Humans normally have 46 chromosomes in each cell, divided into 23 pairs. Two copies of chromosome 6, one copy inherited from each parent, form one of the pairs. Chromosome 6 spans about 171 million base pairs (the building blocks of DNA) and represents between 5.5 percent and 6 percent of the total DNA in cells.
Identifying genes on each chromosome is an active area of genetic research. Because researchers use different approaches to predict the number of genes on each chromosome, the estimated number of genes varies. Chromosome 6 likely contains between 1,100 and 1,600 genes.
Genes on chromosome 6 are among the estimated 20,000 to 25,000 total genes in the human genome.
The gene FKBP5 is a critical regulator of the stress response and affects how we respond to environmental stimuli. Previous studies have shown that certain variants of this gene play a role in the development of neuropsychiatric disorders such as posttraumatic stress disorder, depression, suicide risk, and aggressive behavior.
Drugs like crizotinib are used to treat patients with ROS1-positive lung cancer. But which patients are ROS1-positive? A University of Colorado Cancer Center study published in the Journal of Thoracic Oncology shows that common laboratory tests used to determine ROS1 status all have inherent limitations that can lead to false-negative results.
Childhood nephrotic syndrome is the most frequently occurring chronic kidney disease among children. A Japanese research team has identified a group of genes that are strongly related to the development of childhood nephrotic syndrome.
Thyroid cancer is a disease with good cure rates in most cases. In 5% of patients, however, the tumor becomes refractory to the available therapies and may spread all over the body, causing death.
Every day, billions of new blood cells are generated in the bone marrow. The gene Myc is known to play an important role in this process, and is also known to play a role in cancer.
Scientists have long been reading the code of life - the genome -, as a sequence of letters but now researchers have also started exploring its three-dimensional organization.
Amity Manning, assistant professor of biology and biotechnology, has received a three-year, $300,000 award from the Smith Family Awards Program for Excellence in Biomedical Research.
A study from a team of Massachusetts General Hospital (MGH) investigators points toward a potential strategy for treating X-linked disorders - those caused by mutations in the X chromosome - in females.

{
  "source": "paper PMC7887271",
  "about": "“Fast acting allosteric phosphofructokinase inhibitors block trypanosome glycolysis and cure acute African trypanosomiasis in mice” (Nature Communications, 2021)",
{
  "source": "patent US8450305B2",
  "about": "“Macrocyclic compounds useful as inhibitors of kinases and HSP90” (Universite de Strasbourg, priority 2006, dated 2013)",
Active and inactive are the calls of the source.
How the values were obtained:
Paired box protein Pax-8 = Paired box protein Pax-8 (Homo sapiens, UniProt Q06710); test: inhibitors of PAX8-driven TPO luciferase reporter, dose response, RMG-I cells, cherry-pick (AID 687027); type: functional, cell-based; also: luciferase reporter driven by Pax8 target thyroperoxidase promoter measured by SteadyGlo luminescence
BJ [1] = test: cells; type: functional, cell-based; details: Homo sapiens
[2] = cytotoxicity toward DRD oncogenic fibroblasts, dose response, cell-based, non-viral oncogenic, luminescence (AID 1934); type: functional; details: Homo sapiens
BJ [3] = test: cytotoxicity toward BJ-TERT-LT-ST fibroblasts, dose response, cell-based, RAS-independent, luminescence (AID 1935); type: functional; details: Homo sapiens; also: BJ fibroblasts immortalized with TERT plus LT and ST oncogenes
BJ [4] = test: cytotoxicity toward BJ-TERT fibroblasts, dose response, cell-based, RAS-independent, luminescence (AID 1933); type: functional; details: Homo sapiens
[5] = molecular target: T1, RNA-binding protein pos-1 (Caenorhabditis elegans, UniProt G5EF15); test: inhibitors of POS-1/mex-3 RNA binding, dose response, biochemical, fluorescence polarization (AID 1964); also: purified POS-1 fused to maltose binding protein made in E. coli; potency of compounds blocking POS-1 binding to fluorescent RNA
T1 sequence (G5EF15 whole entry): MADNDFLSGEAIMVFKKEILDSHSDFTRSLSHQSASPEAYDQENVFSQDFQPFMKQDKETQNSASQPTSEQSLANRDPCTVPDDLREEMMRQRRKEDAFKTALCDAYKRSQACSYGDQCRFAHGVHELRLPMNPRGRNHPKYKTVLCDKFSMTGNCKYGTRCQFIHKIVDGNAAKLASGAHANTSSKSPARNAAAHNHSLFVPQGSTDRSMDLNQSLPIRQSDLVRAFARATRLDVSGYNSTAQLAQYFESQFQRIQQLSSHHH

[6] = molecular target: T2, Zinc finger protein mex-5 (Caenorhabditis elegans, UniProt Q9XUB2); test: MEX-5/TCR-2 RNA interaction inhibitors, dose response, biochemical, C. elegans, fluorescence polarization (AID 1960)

A new study conducted by a group of researchers at MRC Laboratory of Molecular Biology, Cambridge revealed the significant role of alcohol in causing damage to DNA in stem cells and thereby increasing cancer risks. The study was funded by Cancer Research UK and the results were published in Nature.
Scientists have shown how alcohol damages DNA in stem cells, helping to explain why drinking increases your risk of cancer, according to research part-funded by Cancer Research UK and published in Nature today (Wednesday).
Neuroblastoma (NB) is the most common solid tumor found in children. It starts in some very early forms of nerve cells found in the embryo or fetus.
Novartis announced today that the US Food and Drug Administration (FDA) approved the inclusion of Treatment-free Remission (TFR) data in the Tasigna® (nilotinib) US product label.
Scientists have found a distinct pattern that having older brothers raise the chances of the younger sibling being gay. This effect has been termed the “fraternal birth order effect”. They explain the biological reason behind this propensity in their new study that was published this week in the journal PNAS.
A report in The Journal of Molecular Diagnostics, describes a new simple molecular test to detect chromosomal abnormalities -- biomarkers known as telomere fusions--in pancreatic tumor specimens and pancreatic cyst fluids.
In a paper published in the Nature journal Scientific Reports, Saint Louis University researchers report that a new drug reduces fibrosis (scarring) and prevents loss of muscle function in an animal model of Duchenne muscular dystrophy (DMD), providing a promising approach in designing new medications for those suffering from DMD.
Study results revealed previously unknown interplay between two key enzymes and a novel understanding of how brain cancer tumors form and spread, according to researchers at The University of Texas MD Anderson Cancer Center.
University of Bristol research has revealed how cells rebuild their nucleus and organise their genome when they divide - a discovery which could have major implications for understanding cancer and degeneration.
A new study, conducted by researchers from the Institut Pasteur in Paris and the Centre for Genomic Regulation (CRG) in Barcelona, have revealed that Leishmania adaptation is a consequence of reversible and frequent chromosomal amplifications.
Leishmaniasis is an important human and veterinary disease caused by Leishmania parasites that affect 12 million people in over 98 endemic countries. The disease is now emerging in Europe due to climate change and massive population displacement.
Oxford BioDynamics Plc, a biotechnology company focused on the discovery and development of epigenetic biomarkers based on regulatory genome architecture, for use within the pharmaceutical and biotechnology industry, presented its latest results at the annual meeting of the Foundation for National Institute for Health Biomarker Consortium Cancer Steering Committee, held in Washington, DC on 6-7 November 2017.